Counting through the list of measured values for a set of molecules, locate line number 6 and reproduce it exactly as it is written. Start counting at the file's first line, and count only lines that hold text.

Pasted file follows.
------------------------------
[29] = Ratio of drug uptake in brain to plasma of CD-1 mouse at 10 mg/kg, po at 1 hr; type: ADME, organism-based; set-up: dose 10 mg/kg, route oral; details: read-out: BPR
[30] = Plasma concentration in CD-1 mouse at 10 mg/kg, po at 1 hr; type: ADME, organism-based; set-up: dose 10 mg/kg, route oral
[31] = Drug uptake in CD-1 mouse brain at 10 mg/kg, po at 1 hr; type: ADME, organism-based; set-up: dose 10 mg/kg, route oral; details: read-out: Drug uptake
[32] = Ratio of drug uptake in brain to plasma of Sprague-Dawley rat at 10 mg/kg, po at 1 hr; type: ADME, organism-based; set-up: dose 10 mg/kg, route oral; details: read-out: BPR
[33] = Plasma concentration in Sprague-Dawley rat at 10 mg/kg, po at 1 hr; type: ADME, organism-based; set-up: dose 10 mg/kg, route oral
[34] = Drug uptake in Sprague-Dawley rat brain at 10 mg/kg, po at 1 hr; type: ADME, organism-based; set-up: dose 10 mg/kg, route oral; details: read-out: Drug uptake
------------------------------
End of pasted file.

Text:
[34] = Drug uptake in Sprague-Dawley rat brain at 10 mg/kg, po at 1 hr; type: ADME, organism-based; set-up: dose 10 mg/kg, route oral; details: read-out: Drug uptake